Partisan Differences in Spending Preferences after theNew Democrat and New Labour Transformations of Party Images
David Lowery*, Marsha de Jong, Carola J A van Eijk and Sandra Taal
Institute of Public Administration, Pieter de la Court building, AK Leiden, The Netherlands
- *Corresponding Author:
- David Lowery
Institute of Public Administration
Pieter de la Court building
AK Leiden, Netherlands
E-mail: [email protected]
Received Date: January 18, 2013; Accepted Date: April 19, 2013; Published Date: May 04, 2013
Citation: Lowery D, de Jong M, van Eijk CJA, Taal S (2013) Partisan Differences in Spending Preferences after theNew Democrat and New Labour Transformations of Party Images. J Pol Sci Pub Aff 1:102. doi: 10.4172/2332-0761.1000102
Copyright: © 2013 Lowery D, et al. This is an open-access article distributed under the terms of the Creative Commons Attribution License, which permits unrestricted use, distribution, and reproduction in any medium, provided the original author and source are credited.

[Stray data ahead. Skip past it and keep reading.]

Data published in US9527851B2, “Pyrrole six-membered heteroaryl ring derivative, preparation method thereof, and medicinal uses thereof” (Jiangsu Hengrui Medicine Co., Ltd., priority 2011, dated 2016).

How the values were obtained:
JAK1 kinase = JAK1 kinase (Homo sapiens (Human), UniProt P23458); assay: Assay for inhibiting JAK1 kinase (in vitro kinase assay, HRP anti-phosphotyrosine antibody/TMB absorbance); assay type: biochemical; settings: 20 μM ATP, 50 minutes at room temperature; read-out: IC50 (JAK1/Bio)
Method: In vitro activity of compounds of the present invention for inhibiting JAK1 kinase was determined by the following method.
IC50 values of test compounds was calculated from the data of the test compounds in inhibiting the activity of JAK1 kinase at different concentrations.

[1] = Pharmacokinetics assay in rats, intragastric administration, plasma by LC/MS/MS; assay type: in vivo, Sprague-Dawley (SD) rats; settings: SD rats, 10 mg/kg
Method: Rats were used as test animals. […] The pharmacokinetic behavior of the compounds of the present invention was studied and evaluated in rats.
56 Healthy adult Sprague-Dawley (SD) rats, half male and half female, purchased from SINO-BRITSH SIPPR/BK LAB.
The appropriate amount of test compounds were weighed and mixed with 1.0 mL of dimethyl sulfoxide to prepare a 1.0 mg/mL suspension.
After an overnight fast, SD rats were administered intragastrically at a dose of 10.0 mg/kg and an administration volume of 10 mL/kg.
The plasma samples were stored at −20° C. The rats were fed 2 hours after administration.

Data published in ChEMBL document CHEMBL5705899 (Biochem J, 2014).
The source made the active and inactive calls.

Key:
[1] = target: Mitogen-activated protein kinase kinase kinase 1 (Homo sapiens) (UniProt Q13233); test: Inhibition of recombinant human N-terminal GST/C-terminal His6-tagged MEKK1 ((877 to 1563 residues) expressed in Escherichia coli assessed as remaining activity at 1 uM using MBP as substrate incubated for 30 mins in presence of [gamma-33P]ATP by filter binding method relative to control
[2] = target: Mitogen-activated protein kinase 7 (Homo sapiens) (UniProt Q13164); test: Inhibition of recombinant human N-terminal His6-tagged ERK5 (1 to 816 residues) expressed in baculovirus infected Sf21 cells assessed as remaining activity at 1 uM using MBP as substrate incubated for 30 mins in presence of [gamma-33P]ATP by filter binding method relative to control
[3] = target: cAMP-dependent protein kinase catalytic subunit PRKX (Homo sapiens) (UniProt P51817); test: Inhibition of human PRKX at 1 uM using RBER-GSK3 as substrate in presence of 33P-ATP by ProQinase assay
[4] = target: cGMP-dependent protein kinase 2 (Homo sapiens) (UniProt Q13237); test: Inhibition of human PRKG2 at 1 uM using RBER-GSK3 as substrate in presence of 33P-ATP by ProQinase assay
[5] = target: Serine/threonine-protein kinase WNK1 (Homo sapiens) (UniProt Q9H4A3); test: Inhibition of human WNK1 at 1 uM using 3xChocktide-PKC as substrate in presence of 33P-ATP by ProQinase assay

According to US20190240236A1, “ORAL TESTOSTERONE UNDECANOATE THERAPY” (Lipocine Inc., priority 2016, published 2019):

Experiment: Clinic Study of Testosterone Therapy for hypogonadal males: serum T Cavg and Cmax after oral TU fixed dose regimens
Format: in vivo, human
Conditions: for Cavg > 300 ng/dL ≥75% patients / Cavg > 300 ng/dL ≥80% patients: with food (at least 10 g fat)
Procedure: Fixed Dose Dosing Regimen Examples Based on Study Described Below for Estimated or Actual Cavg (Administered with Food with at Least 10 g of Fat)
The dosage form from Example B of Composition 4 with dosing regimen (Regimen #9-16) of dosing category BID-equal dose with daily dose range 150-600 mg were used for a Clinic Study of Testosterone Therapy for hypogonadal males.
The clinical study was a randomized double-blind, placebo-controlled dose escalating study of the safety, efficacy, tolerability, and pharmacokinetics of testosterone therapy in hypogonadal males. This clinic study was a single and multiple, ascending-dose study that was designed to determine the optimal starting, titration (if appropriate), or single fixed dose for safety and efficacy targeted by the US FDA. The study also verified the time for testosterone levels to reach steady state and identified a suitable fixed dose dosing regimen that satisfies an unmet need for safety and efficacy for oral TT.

In this paper we wonder whether the efforts of the New Democrats and New Labour to alter their parties’ images with respect to public spending mute the differences (or lack thereof) in their supporters’ preferences for public spending between their respective major parties as observed by Lewis  in the UK case and Lowery and Sigelman  in the US case. We address this question by constructing matching UK and US data on aggregate public opinion on public spending at four points since 1980, treating the Clinton New Democrat and the Blair New Labour transformations as interventions that might be expected to alter the preferences of partisans for public spending. We find support for the thermostatic model of preferences for spending [3,4] a result that raises questions about the power of party elites to shape the preferences of their supporters in the battle over the size of government.